I suppose this wine-induced, little adventure started when I bought my boyfriend a particular wine book.
Little side note: It’s him I should thank (or blame) for dragging me into this vino inspired love story, not that I ever offered any resistance. But just in case you think me an alcoholic, we all know who to point fingers at, don’t we?
The book, called Wine Trails, lists different wine locations around the globe and a most convenient guide to tour them in a weekend. Naturally, I proposed Greece (Mount Olympus! The Acropolis! The islands! The gods!!), a country listed on the book and one I had been wanting to visit for ages but never got around to. But, seeing as we had already said we’d visit Rioja in Spain after a particular bottle had intrigued us, I conceded defeat and stored my excitement for another year (I’m sorry Alexia! Αγαπώ ακόμα!). I made plans for our stay in Rioja based on recommendations from the book and decided that the medieval, walled city of Laguardia, located right in the middle of numerous wine houses would serve our purpose well.
The trickiest part, I think. The closest airport is Logroño which is just a 30 minute drive from the main wineries of the region. Unfortunately, as is the case for most smaller airports, there are no direct flights from Malta. We had to settle for Barcelona in the end, even though Madrid is actually closer (we were tight with days so had to go for the only available airport. Alternatively, you could take another flight up to Logroño to avoid the long drive). But I’m not complaining. We spent a delightful day touring the city, eating tapas, drinking chilled wine and in the evening went to watch a spectacular Flamenco show. You could feel the passion emanating from every tap of the heel and from the facial expressions they wore, now almost pained, now joyous, now sombre. The next day, we woke up early, went for our rental car and drove up to Rioja.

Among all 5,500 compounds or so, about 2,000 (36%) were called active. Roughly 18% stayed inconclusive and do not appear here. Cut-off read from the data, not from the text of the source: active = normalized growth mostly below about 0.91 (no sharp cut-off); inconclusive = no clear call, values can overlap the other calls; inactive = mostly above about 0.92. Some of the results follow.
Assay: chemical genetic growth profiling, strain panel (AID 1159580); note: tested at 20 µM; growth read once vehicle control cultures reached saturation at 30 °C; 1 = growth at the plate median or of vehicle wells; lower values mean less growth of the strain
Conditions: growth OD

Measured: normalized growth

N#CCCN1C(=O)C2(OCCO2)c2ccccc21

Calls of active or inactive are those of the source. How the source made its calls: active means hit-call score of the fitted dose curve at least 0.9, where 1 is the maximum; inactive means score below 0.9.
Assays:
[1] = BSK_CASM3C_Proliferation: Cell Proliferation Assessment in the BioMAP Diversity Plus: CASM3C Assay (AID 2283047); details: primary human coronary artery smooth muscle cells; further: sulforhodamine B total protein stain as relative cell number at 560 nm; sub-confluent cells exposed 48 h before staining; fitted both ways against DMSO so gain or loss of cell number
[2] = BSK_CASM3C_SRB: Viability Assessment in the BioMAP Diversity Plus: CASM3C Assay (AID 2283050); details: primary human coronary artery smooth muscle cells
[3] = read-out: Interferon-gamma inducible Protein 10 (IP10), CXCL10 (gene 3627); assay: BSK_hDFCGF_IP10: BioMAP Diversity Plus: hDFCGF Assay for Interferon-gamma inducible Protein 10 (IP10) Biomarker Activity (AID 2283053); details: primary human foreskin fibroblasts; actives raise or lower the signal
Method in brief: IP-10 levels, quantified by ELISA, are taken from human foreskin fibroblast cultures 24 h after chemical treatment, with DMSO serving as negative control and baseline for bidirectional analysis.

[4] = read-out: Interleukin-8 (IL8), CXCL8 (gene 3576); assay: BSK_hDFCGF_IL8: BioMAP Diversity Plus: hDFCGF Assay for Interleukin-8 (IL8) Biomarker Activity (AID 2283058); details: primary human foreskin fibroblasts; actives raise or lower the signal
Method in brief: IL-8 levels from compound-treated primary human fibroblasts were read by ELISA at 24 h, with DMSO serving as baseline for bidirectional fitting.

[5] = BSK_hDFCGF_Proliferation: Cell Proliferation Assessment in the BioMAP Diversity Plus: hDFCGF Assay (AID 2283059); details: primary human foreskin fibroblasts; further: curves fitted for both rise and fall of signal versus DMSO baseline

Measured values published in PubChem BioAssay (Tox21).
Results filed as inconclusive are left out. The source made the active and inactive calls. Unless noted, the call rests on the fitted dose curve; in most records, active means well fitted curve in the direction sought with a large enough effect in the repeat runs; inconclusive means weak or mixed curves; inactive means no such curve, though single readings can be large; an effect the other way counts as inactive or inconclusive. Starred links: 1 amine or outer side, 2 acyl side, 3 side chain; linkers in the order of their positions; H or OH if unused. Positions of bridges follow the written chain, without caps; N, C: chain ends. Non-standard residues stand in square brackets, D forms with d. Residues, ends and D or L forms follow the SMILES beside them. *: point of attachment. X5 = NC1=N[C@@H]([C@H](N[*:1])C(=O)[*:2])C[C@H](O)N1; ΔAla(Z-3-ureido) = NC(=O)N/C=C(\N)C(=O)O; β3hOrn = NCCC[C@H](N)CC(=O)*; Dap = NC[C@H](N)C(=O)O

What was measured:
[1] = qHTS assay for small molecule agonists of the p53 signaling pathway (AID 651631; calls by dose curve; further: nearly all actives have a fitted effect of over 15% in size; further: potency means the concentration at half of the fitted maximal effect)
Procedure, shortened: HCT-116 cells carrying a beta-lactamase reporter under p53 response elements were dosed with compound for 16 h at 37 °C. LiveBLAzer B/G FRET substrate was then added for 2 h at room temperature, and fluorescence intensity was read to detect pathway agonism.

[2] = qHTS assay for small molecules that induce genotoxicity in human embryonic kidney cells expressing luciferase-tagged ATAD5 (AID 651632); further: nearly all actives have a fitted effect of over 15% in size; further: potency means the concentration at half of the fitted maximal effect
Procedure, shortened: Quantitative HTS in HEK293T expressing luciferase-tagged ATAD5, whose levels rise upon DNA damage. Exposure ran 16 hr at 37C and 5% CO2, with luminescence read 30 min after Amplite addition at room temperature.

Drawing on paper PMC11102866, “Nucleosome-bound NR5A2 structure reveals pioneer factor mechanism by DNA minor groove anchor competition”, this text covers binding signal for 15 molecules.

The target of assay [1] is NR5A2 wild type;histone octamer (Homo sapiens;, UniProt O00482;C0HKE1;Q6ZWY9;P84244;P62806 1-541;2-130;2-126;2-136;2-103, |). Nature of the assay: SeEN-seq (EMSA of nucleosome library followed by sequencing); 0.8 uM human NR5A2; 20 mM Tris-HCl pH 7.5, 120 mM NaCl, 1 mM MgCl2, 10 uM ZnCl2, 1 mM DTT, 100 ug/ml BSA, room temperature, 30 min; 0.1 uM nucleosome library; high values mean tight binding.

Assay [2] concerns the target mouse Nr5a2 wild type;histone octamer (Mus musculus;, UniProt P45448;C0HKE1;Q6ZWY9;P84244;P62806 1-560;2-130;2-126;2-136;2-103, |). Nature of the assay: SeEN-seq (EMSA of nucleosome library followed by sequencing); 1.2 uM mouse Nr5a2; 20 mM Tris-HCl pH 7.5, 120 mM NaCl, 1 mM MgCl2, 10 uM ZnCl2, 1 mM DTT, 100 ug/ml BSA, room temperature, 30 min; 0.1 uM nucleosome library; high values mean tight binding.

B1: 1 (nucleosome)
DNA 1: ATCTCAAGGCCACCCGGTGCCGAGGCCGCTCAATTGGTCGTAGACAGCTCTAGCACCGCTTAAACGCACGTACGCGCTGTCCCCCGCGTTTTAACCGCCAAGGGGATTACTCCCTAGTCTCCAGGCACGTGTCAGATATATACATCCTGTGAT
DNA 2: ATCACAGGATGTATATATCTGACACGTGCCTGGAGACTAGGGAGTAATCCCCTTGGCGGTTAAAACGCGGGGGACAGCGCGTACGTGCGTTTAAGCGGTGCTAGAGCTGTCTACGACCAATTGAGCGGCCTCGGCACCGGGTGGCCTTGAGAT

The changes in landscape colours were pretty spectacular. Green at first, then red thatched roofs as we passed by Zaragosa, then arid, flat and sandy, then green again with rows upon rows of vineyards. Laguardia appeared to us from behind a bend, a gorgeous little town set on a hill with the majestic Sierra de Cantabria mountain range standing protectively behind it. We would soon learn that it was thanks to those mountains, and the protection they offered from the humidity travelling over the nearby sea, which made the Rioja grapes and by extension the wine, famous for its taste. But more on the vino later.
Our first hotel was actually going to be outside the walled city and not on the hill itself. There were not many availabilities left (remember this is peak season and there was the feast of the Virgin coming up) and I had kept an eye on it for quite some time until I found THE castle. I am honestly still swooning about it. Set as part of the actual walls of the city, the castle had been renovated by a hotelier soon after the death of the first owner, sometime in the 17th or 18th century. Castillo El Collado has its own tower, small chapel and the hotel is still decked as if it were an actual castle. It’s only the small number of tourists loitering by the front door with their rolling suitcases which give it away.